Last week, I had the opportunity to visit a unique facility here in southern Indiana- the Branchville Correctional Facility. It was an experience that I don’t get to have very often, and wanted to share this eye opening process with you.
If you aren’t familiar with the Branchville Correctional Facility in Perry County, it is a male-only, medium-level security facility with about 1,400 offenders. Having been in operation for over 30 years, this facility does not house any “lifers,” meaning that once their time is served, they will eventually leave the facility and work towards integrating with society hopefully to never return to a facility like that again.
Knowing this, the facility offers numerous programs including Alcoholics Anonymous, GED instruction as well as a faith- and character-based community that encourages offenders to choose alternatives to criminal thinking and behavior by providing a focus on spiritual and character development, life-skills training community service and intentional preparation for living as a law-abiding citizen. They also teach computer skills and offer apprenticeships so that inmates can learn the skills required for specific occupations. Programs like this work to reduce recidivism rates and help with the transition back to a normal life.
One thing that particularly intrigued me though was their Inmate to Workmate Program. In the legislature, we have often debated the merits of punitive or rehabilitative approaches in the criminal justice system but this facility takes rehabilitation to a whole new level: everyone there works!
A great number of the men who enter those walls have never held a job. By having a job during their time in prison, they are able to learn very valuable lessons including interpersonal skills, the responsibility of having somewhere to be each morning, punctuality and how to manage their time to accomplish all of their duties.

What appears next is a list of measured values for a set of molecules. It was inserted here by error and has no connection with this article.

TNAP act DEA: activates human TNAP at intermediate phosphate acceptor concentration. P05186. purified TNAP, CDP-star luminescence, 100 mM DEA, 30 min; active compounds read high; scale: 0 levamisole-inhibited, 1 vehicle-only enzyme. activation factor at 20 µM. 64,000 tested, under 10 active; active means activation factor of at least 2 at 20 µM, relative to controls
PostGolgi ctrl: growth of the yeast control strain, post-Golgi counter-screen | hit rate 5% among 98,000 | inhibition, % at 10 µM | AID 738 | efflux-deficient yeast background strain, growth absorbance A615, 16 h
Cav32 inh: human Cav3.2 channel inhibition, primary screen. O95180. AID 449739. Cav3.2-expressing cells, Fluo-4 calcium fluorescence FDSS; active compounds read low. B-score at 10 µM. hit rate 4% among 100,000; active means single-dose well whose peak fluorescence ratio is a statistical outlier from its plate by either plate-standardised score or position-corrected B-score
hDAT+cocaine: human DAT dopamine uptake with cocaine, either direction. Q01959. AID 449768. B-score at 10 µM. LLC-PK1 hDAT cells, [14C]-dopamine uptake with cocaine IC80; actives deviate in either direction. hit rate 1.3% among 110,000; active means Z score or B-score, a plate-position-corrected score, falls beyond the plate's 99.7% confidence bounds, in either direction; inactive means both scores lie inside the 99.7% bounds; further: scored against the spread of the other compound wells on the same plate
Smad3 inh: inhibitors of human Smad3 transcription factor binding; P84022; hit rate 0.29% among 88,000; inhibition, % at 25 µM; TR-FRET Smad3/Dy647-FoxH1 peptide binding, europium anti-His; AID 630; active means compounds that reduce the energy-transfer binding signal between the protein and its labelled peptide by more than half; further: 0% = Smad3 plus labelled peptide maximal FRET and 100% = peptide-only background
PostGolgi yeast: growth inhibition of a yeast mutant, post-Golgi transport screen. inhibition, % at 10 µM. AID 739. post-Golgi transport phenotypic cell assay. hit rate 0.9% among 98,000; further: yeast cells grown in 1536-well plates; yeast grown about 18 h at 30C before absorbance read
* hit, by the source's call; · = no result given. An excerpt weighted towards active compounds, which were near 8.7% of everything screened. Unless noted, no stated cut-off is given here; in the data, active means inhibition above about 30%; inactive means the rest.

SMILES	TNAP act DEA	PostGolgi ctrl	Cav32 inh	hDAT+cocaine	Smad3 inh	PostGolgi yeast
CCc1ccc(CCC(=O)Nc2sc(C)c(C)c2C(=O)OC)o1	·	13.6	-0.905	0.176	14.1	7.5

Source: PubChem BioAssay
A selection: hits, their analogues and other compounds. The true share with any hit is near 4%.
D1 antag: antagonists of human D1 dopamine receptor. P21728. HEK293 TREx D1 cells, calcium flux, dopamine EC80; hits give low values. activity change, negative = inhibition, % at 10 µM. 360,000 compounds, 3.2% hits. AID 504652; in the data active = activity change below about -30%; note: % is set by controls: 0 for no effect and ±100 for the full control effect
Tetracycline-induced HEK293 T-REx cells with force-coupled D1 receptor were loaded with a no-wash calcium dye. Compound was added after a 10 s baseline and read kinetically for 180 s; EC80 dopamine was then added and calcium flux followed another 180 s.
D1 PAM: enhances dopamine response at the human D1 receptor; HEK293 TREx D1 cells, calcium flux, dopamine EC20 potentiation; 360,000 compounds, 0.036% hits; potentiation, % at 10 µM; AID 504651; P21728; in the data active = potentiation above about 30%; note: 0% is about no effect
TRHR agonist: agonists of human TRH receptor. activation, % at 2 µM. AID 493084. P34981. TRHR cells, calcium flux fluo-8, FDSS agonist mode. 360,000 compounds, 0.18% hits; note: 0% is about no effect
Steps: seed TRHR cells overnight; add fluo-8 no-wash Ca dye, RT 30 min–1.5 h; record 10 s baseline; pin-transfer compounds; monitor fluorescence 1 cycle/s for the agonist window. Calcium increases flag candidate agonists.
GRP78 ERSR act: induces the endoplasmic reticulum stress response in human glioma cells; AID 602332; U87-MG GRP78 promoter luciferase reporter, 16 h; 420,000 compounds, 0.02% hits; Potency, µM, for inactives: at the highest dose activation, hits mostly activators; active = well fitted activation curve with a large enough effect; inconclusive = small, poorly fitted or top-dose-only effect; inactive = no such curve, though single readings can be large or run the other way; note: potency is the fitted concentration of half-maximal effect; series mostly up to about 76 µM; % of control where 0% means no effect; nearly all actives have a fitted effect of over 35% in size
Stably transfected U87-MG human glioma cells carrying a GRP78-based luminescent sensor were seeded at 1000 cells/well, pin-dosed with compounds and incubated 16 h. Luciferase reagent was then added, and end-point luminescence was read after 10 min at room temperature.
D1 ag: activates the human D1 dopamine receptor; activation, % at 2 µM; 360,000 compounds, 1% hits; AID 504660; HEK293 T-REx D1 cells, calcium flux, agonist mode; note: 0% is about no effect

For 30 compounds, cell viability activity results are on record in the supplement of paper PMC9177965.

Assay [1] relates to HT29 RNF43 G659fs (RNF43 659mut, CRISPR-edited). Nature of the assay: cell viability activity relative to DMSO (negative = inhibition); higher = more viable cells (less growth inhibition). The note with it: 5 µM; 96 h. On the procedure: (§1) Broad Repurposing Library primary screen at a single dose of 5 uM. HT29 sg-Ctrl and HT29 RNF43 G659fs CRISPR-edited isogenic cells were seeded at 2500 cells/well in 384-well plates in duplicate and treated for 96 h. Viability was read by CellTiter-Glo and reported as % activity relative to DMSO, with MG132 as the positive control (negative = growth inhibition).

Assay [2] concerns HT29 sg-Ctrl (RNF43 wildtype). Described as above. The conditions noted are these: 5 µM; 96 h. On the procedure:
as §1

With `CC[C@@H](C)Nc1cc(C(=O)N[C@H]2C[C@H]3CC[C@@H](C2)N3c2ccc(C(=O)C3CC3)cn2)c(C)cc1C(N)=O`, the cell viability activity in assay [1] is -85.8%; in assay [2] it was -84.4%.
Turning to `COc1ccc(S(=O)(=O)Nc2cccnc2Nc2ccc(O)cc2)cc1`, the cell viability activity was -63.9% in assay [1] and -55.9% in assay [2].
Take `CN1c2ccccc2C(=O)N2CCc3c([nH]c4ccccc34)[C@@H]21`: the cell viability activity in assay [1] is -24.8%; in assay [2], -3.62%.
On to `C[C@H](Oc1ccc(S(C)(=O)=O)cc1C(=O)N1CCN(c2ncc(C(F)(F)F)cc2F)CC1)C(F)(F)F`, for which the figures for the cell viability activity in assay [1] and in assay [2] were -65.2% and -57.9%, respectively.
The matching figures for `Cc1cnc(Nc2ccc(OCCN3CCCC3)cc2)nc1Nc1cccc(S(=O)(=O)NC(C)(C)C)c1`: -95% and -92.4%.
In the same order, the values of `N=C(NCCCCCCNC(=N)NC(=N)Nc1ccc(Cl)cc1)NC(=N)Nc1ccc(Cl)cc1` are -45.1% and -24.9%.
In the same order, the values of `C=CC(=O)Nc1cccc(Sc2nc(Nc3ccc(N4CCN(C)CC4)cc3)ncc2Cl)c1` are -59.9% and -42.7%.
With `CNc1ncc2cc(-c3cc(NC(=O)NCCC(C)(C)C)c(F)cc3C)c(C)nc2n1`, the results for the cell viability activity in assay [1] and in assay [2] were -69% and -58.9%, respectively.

Having a job is not something they are just thrown into though. The facility has individuals who teach them not only how to look for jobs but how to apply for those that they’re qualified for. While they are required to disclose their previous offenses, they are taught how to approach the subject without making it the main focus. As they turn their life around, they are taught to display their skills and what they have accomplished since their crime and since doing their time.
I recently saw a study from the RAND Corporation concerning this very topic. They are a nonprofit institution that conducts research and analysis in order to help improve policy and decision making. In August, they conducted a study on inmates who participated in correctional education programs and found that they were 43 percent less likely to become repeat offenders than those who did not participate in such programs.
The above and beyond work being done at this facility is something that is going to stay with many of these men for a long time. The things that they are learning are not designed to be temporary behavior but rather it is meant to create a pattern which will continue upon their release, allowing them to truly change their lives.
When it comes to my work at the Statehouse, corrections has not been an issue which I have focused on. Obviously not every prison in our state operates this way, and it may not work in every situation. However when I left this facility, I felt like I had a whole new perspective on the correctional system in Indiana. I was pleased to see so many working on a better future.